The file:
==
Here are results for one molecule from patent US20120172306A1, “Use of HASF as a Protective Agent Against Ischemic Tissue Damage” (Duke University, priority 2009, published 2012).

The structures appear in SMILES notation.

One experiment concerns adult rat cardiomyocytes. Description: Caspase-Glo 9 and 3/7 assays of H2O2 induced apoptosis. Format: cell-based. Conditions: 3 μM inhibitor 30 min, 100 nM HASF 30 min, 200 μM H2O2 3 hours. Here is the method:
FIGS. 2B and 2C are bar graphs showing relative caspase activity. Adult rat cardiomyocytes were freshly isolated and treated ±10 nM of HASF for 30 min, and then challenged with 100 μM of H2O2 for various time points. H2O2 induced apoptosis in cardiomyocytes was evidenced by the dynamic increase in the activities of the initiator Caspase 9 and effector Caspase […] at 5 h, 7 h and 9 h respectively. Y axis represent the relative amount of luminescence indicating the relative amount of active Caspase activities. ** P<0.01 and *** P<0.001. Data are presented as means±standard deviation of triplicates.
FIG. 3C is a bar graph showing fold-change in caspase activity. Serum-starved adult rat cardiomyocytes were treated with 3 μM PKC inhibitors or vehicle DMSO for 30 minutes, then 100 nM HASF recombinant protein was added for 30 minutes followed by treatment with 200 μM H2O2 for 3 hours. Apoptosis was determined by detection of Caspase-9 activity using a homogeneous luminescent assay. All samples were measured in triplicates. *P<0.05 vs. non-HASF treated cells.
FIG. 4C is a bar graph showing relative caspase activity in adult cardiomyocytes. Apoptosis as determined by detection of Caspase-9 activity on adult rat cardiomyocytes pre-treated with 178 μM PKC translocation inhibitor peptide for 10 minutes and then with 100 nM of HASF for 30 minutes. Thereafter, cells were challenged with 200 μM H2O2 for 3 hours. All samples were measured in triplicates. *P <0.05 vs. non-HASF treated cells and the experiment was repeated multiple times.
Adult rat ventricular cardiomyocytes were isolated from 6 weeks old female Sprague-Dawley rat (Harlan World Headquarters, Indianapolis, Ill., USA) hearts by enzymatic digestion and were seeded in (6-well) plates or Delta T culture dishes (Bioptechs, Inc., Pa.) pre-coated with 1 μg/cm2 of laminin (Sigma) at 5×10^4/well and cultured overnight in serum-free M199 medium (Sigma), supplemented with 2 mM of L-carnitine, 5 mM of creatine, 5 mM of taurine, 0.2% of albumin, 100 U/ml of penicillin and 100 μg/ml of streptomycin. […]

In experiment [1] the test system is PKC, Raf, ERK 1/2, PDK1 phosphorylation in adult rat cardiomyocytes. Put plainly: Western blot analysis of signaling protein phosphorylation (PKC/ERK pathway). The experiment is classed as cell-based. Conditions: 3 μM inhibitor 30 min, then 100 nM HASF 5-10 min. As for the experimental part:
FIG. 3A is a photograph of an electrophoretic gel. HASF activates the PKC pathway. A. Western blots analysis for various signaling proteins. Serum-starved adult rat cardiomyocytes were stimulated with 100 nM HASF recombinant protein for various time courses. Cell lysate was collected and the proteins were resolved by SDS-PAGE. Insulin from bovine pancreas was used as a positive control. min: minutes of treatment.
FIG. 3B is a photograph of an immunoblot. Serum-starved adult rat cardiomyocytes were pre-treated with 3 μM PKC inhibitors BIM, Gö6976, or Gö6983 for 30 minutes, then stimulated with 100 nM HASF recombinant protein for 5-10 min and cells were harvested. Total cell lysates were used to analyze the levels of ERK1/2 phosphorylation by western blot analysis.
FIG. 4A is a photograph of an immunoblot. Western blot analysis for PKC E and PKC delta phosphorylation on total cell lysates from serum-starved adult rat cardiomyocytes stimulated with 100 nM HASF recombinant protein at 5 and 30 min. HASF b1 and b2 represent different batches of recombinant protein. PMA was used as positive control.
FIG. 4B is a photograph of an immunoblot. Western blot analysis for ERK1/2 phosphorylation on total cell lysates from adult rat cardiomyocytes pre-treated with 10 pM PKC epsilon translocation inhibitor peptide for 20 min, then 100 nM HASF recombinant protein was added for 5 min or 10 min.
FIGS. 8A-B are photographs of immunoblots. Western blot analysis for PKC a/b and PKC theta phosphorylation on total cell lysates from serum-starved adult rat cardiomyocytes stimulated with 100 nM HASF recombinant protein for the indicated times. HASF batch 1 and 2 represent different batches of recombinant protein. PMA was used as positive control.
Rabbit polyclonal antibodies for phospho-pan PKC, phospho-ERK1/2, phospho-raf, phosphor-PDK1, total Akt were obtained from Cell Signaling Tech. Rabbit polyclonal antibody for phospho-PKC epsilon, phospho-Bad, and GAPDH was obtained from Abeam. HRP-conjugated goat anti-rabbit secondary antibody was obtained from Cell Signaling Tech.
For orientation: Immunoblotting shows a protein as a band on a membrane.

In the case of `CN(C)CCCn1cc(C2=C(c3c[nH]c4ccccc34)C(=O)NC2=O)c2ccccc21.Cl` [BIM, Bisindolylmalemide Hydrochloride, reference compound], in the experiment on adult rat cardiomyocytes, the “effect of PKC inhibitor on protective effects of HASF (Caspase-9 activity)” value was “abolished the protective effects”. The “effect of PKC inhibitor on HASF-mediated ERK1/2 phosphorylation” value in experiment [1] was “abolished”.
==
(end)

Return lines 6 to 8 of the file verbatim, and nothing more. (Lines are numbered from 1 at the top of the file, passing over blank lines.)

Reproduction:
FIG. 4C is a bar graph showing relative caspase activity in adult cardiomyocytes. Apoptosis as determined by detection of Caspase-9 activity on adult rat cardiomyocytes pre-treated with 178 μM PKC translocation inhibitor peptide for 10 minutes and then with 100 nM of HASF for 30 minutes. Thereafter, cells were challenged with 200 μM H2O2 for 3 hours. All samples were measured in triplicates. *P <0.05 vs. non-HASF treated cells and the experiment was repeated multiple times.
Adult rat ventricular cardiomyocytes were isolated from 6 weeks old female Sprague-Dawley rat (Harlan World Headquarters, Indianapolis, Ill., USA) hearts by enzymatic digestion and were seeded in (6-well) plates or Delta T culture dishes (Bioptechs, Inc., Pa.) pre-coated with 1 μg/cm2 of laminin (Sigma) at 5×10^4/well and cultured overnight in serum-free M199 medium (Sigma), supplemented with 2 mM of L-carnitine, 5 mM of creatine, 5 mM of taurine, 0.2% of albumin, 100 U/ml of penicillin and 100 μg/ml of streptomycin. […]

In experiment [1] the test system is PKC, Raf, ERK 1/2, PDK1 phosphorylation in adult rat cardiomyocytes. Put plainly: Western blot analysis of signaling protein phosphorylation (PKC/ERK pathway). The experiment is classed as cell-based. Conditions: 3 μM inhibitor 30 min, then 100 nM HASF 5-10 min. As for the experimental part: